Frank Sanchez

About two years ago, I started my career at the Chicago Marriott Downtown Magnificent Mile. I came from San Diego, California, the apparent capital of farmerís markets. When I moved to Chicago in late-October, the number of farmerís markets had already begun to taper off and all that was left of the hotelís rooftop garden was the sad remnants of a summer full of bounty. However, I was in for a pleasant surprise. The Chicago Marriott Downtown operates a year-round experience to create food from scratch that gives customers fresh and nutritional options. I was thrilled to join a team that can tell a customer that the very greens on their plate were grown just floors above them. READ MORE

Thomas  McKeown

To serve todayís eclectic, socially engaged and sophisticated guests, hotels and chefs need to get creative, change their thinking and push back some walls Ė sometimes literally. The fun thing about meetings hotels is that they are a different place just about every week. One week weíre hosting a bridge tournament, the next a corporate sales team, or a dentistsí conference, or sci-fi fans in costumes, or cheerleaders jumping for joy. You name the group, and our hotel has probably welcomed them. READ MORE

Elizabeth  Blau

Over the past several years, many of us have watched with excitement and interest as the fast-casual restaurant segment has continued to boom. More and more, talented chefs with fine dining pedigrees are bringing their skills, creativity, and experience to concepts built around speed, approachability, and volume. Right now, the ability to offer a gourmet experience at all price points is as compelling to restaurateurs and diners alike. READ MORE

Coming Up In The September Online Hotel Business Review

Feature Focus
Hotel Group Meetings: Blue Skies Ahead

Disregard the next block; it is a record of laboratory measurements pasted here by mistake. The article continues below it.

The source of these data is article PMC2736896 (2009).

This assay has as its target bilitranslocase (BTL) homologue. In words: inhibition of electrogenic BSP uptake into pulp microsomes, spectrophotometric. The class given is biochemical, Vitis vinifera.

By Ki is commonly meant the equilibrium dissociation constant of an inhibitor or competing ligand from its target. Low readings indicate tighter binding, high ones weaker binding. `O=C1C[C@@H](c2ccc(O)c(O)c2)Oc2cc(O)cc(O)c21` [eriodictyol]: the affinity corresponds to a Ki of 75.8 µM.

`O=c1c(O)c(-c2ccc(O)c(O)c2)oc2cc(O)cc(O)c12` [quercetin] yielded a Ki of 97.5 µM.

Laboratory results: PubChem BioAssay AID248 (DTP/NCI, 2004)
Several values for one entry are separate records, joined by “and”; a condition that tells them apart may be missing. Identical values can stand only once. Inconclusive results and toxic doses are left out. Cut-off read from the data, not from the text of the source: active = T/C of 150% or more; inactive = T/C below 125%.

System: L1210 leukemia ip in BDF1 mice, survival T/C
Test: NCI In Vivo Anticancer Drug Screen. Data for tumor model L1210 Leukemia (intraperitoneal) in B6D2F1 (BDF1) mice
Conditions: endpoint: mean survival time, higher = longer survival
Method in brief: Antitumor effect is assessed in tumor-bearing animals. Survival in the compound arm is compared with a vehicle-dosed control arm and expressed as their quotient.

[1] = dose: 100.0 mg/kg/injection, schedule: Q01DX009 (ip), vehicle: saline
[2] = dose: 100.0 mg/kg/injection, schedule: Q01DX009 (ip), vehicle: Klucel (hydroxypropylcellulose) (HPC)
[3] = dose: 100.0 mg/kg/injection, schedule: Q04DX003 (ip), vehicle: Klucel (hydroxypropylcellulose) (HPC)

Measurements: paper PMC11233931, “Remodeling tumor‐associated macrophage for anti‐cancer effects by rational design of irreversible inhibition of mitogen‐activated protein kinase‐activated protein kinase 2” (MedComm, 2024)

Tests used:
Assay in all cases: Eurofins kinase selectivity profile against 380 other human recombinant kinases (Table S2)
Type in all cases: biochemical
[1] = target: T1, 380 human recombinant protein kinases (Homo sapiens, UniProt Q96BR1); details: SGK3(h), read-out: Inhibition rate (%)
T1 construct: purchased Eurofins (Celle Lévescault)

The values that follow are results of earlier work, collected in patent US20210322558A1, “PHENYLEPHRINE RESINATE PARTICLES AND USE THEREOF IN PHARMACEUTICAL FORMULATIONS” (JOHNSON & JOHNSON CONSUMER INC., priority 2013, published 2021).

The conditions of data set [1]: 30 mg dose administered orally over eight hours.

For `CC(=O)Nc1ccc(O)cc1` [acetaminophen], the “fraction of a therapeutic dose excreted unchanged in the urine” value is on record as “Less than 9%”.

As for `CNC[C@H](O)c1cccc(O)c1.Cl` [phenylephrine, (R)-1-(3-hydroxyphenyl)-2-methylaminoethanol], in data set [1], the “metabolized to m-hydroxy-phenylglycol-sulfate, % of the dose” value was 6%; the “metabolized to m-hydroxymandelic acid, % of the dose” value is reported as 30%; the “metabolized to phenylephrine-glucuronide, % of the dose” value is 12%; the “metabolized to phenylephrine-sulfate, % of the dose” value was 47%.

After a decade of sacrifice and struggle, it seems that hotels and meeting planners have every reason to be optimistic about the group meeting business going forward. By every industry benchmark and measure, 2017 is shaping up to be a record year, which means more meetings in more locations for more attendees. And though no one in the industry is complaining about this rosy outlook, the strong demand is increasing competition among meeting planners across the board Ė for the most desirable locations, for the best hotels, for the most creative experiences, for the most talented chefs, and for the best technology available. Because of this robust demand, hotels are in the driverís seat and they are flexing their collective muscles. Even though over 100,000 new rooms were added last year, hotel rates are expected to rise by a minimum of 4.0%, and they are also charging fees on amenities that were often gratis in the past. In addition, hotels are offering shorter lead times on booking commitments, forcing planners to sign contracts earlier than in past years. Planners are having to work more quickly and to commit farther in advance to secure key properties. Planners are also having to meet increased attendee expectations. They no longer are content with a trade show and a few dinners; they want an experience. Planners need to find ways to create a meaningful experience to ensure that attendees walk away with an impactful memory. This kind of experiential learning can generate a deeper emotional connection, which can ultimately result in increased brand recognition, client retention, and incremental sales. The September Hotel Business Review will examine issues relevant to group business and will report on what some hotels are doing to promote this sector of their operations.